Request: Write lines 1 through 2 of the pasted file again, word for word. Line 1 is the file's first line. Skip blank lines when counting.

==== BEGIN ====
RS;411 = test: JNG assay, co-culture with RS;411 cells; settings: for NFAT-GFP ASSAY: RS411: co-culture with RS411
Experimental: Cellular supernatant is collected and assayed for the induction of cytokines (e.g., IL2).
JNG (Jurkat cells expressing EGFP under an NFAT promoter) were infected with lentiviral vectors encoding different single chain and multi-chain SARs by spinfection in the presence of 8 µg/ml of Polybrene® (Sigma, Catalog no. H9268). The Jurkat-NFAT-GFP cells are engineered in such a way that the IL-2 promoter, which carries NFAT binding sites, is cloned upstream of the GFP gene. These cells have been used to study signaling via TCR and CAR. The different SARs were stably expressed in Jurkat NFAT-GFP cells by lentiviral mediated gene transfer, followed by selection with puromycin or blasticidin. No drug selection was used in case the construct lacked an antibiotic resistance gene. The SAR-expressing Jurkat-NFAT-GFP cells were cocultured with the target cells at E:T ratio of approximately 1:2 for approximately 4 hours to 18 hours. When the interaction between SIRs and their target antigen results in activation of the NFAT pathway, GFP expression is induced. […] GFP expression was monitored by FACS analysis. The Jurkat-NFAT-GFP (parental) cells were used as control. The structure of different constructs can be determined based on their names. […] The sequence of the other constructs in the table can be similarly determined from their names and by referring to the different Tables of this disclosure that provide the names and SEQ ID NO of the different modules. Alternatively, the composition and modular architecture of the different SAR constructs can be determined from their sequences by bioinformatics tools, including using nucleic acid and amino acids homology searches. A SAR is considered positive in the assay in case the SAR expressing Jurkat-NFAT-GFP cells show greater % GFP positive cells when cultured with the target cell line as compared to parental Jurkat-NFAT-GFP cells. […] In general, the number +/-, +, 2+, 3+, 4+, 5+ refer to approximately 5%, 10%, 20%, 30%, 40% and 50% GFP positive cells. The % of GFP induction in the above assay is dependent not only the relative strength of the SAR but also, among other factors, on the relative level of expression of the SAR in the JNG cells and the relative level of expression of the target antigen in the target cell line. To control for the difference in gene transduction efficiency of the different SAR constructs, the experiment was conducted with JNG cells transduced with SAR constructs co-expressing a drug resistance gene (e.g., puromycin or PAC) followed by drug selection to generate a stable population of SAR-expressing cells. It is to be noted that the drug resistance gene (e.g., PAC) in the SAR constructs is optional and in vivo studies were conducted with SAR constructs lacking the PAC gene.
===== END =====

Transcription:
RS;411 = test: JNG assay, co-culture with RS;411 cells; settings: for NFAT-GFP ASSAY: RS411: co-culture with RS411
Experimental: Cellular supernatant is collected and assayed for the induction of cytokines (e.g., IL2).